Rackable, er Sgrackable, Racka-GI, the company that just bought SGI, announced its first quarter results yesterday. The company lost $.46 per share,
GAAP net loss per share from continuing operations was ($0.46) for the first quarter of 2009, compared to GAAP net loss per share of ($0.61) for the fourth quarter of 2008 and GAAP net income per share of $0.09 in the first quarter of 2008. Non-GAAP net loss per share from continuing operations was ($0.24) in the first quarter of 2009, compared to non-GAAP net loss per share of ($0.17) for the fourth quarter of 2008 and non-GAAP net income per share of $0.12 in the first quarter of 2008.
But more worrisome is the rapidly evaporating margin
GAAP gross margin from for the first quarter of 2009 was 6.1%, compared to (15.5)% for the fourth quarter of 2008 and 25.9% in the first quarter of 2008. Non-GAAP gross margin for the first quarter of 2009 was 6.3%, compared to 15.1% for the fourth quarter of 2008 and 26.4% in the first quarter of 2008.
It might be time to recall Guy Kawasaki’s first rule of business: charge more for product than it costs you to make. Rackable explains the downward slope thusly
The Company’s lower gross margin was attributed to three factors: first, reducing high-cost inventories of certain components through aggressive pricing; secondly, the significant revenue mix of our large Internet data center business; and finally, increased competitive pressure from various server vendors offering aggressive deals during the quarter.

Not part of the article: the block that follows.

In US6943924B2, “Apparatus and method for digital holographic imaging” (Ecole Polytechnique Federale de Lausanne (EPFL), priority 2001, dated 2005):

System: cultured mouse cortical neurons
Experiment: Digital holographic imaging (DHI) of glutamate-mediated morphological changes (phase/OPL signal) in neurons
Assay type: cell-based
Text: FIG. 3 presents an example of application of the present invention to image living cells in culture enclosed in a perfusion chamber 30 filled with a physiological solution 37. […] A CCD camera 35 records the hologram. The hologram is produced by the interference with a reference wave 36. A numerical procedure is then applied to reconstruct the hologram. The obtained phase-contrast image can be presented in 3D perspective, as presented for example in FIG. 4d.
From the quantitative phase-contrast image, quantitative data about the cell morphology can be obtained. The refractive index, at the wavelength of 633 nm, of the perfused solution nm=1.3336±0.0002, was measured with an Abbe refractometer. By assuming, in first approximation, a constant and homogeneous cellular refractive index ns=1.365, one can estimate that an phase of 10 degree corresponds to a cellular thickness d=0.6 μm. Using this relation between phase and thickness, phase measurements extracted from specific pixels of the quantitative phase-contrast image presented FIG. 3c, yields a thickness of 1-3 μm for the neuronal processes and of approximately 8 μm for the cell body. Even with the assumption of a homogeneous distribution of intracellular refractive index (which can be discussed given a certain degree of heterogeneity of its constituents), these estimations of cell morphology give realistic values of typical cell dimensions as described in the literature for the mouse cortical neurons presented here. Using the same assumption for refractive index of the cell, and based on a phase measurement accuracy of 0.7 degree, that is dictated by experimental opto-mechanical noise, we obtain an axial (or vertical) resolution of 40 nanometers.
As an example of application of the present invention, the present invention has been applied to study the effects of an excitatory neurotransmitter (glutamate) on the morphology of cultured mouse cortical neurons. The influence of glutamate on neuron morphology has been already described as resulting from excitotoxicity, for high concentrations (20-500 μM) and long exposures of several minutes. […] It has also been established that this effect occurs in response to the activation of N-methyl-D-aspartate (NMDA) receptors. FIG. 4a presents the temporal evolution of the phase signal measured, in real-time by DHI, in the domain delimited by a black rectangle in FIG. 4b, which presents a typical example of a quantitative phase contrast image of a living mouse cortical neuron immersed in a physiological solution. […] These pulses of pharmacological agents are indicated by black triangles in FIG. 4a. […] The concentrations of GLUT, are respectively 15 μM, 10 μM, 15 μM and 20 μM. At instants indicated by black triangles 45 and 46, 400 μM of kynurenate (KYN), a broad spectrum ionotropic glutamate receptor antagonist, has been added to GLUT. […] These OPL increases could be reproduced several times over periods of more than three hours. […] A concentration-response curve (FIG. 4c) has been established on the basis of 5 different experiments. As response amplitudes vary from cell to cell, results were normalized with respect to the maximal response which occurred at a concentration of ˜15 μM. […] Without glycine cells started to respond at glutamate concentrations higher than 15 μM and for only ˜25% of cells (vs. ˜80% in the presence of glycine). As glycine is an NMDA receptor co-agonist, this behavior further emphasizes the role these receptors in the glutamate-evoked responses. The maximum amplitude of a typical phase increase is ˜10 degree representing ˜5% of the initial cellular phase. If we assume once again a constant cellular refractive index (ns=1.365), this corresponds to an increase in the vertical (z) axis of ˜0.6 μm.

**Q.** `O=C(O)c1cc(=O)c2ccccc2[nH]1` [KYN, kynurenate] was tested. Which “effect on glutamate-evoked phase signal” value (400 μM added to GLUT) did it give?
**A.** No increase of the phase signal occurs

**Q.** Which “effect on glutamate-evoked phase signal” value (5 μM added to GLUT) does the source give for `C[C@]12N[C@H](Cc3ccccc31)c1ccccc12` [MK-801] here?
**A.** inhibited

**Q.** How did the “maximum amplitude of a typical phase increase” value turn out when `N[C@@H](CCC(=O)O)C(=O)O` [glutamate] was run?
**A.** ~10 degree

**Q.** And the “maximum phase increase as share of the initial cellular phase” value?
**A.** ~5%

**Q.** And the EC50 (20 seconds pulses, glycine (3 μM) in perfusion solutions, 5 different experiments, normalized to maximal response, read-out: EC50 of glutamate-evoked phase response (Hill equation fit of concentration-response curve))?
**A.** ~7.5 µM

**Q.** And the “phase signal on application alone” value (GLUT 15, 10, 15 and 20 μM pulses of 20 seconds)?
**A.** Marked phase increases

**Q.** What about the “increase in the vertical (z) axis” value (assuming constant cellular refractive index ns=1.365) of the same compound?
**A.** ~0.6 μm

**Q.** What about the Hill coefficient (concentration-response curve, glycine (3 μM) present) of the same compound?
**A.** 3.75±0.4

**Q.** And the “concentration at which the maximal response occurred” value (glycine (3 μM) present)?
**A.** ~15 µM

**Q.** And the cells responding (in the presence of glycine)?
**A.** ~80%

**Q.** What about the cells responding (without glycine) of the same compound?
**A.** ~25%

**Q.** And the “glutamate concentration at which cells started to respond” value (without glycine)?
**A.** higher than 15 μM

What that explanation says to me is that they made bad bets on technology and got stuck with expensive kit they had to firesale, and that their cost structure is bloated relative to competitors who can outprice them (either because they are big enough to absorb a loss while they drive Rackable out of business or because they have a better cost structure and they are passing savings on). In any case, none of these things is a good sign for a company that just bought out a much larger, also ailing company.
Timothy Prickett Morgan at The Register looks into the numbers in a little more detail, and finds a (tiny) ray of sunshine
The company had sales of $67.8m and a loss of $766,000 in the year-ago quarter, and by comparison, those look like good times. But Q1 2009 is not as bad as the fourth quarter ended January 3, when the economic meltdown hammered Rackable just like it hit every server maker, with sales off 65.1 per cent to $38.8m and a net loss of $18.2m (that’s from continuing operations, by the way).
More of a sliver of sunshine.